Dr Saleh has investigated the impact of Egypt’s cotton boom on these two types of labour. As part of his research he digitised, for the first time, two nationally representative samples of the Egyptian population censuses of 1848 and 1868 from the original Arabic manuscripts at the National Archives of Egypt. These allow a comparison of the rural labour force before and during the cotton boom.

Dr Saleh explained, “These population censuses are unique because they are the earliest precolonial censuses from a non-Western country to include information about every household member. They enumerate not only men, but also women, children and importantly for my research, slaves.

“They are also the only surviving individual level record of the slave population in Egypt, and possibly the Middle East.

“In the United States the first census that provided information at the individual level took place in 1850.”

Dr Saleh’s research reveals that while the majority of Egypt’s rural labour force prior to the cotton boom, in 1848, were self-employed peasants (51 per cent) and wage agricultural labourers (10 per cent), eight per cent were subject to coercion. Rural slavery was rarer, with slaves constituting one per cent of the population in 1848.

However, the cotton boom caused the number of slaves to surge, with the rural slave population tripling between 1848 and 1868, from 39,762 to 144,592, to make up three per cent of the rural workforce.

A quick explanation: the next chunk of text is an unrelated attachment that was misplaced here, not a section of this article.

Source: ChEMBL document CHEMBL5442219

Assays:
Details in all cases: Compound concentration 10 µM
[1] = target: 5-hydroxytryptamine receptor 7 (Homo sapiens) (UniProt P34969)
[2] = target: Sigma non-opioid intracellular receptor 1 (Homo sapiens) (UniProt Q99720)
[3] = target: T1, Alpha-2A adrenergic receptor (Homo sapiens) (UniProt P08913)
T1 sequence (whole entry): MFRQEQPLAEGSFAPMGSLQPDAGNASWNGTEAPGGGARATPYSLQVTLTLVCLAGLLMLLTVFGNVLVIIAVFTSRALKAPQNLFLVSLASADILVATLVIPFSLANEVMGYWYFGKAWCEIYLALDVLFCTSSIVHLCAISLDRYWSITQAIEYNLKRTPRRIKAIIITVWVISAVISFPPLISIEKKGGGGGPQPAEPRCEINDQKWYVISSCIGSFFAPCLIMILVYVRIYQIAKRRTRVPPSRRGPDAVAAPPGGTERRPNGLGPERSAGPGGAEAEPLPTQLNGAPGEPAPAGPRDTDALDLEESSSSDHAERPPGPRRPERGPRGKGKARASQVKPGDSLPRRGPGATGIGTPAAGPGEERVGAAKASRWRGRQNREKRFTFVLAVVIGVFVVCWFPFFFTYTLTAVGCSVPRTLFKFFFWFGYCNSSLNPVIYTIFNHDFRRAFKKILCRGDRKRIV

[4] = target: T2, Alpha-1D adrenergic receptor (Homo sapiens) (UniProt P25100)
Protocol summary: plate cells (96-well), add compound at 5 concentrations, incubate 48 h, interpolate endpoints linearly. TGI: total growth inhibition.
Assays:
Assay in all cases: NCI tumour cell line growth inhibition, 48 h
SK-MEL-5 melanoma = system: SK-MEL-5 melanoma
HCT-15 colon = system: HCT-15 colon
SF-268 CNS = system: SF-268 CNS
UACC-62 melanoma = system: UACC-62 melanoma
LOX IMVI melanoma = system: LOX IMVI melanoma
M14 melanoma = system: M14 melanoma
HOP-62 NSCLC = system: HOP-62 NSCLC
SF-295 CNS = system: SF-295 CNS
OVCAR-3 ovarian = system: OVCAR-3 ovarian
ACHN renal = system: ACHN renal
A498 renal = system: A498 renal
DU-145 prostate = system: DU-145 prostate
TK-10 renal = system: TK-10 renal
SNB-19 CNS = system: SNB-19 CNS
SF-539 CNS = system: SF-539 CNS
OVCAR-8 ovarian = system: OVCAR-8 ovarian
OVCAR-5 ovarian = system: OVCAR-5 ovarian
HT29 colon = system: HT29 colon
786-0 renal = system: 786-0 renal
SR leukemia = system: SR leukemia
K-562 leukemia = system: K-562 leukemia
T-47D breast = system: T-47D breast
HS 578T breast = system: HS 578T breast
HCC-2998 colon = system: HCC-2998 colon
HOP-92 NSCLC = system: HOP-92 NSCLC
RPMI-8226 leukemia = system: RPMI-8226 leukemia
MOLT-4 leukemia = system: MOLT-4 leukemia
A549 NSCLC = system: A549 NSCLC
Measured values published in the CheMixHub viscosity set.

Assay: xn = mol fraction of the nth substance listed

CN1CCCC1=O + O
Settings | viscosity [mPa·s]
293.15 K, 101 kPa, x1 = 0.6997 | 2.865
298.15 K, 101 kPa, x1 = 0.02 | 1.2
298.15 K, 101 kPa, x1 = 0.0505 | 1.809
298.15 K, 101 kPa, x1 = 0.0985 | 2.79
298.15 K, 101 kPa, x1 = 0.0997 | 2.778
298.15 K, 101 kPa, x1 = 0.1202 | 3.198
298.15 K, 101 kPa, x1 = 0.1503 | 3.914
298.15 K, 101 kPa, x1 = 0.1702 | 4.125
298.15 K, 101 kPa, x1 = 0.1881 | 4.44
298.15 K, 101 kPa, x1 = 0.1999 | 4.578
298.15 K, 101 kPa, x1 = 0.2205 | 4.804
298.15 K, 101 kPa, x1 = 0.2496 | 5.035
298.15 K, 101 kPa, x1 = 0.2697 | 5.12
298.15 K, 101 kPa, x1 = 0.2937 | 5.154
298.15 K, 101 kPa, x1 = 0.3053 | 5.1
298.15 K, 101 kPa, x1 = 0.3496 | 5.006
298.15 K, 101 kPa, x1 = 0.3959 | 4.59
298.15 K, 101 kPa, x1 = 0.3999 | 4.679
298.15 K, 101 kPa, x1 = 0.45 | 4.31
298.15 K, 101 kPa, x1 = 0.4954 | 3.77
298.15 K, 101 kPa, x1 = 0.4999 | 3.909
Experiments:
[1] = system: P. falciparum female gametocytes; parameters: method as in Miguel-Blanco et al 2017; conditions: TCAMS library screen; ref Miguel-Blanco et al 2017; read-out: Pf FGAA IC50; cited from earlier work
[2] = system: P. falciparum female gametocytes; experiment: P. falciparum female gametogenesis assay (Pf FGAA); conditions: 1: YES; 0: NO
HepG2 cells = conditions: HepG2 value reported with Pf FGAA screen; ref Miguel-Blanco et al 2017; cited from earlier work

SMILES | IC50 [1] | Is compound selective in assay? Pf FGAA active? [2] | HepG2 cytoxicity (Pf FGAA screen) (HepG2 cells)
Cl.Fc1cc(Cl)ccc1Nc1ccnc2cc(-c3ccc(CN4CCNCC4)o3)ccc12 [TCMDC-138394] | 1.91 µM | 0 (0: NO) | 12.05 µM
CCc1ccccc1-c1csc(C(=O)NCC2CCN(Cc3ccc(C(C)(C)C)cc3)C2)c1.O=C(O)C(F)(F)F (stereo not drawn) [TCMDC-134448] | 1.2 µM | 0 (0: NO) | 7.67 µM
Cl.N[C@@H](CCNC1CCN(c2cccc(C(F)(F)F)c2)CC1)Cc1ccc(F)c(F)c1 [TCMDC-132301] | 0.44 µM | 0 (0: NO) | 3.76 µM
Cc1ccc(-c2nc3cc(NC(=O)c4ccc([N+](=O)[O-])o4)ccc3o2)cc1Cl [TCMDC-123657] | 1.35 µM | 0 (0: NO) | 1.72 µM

Middle class landowners relied on slaves rather than coercive labour because they did not have access to the tools of state violence.

Middle class landowners fuelled use of slave labour

Interestingly, the rising demand for slaves came from the rural middle class – village headmen from areas outside large estates — rather than from the landed elite. In contrast the elite met their demands for labour through the coercion of local peasants.

“Middle class landowners relied on slaves rather than coercive labour because they did not have access to the tools of state violence,” says Dr Saleh. However, they did have access to money, so they could afford to purchase imported slaves on the open market.”

Dr Saleh’s work shows how the two institutions of state coercion and slavery reinforced one another. In areas where there was more state coercion of the peasantry, there was also a higher demand for slaves among the rural middle classes.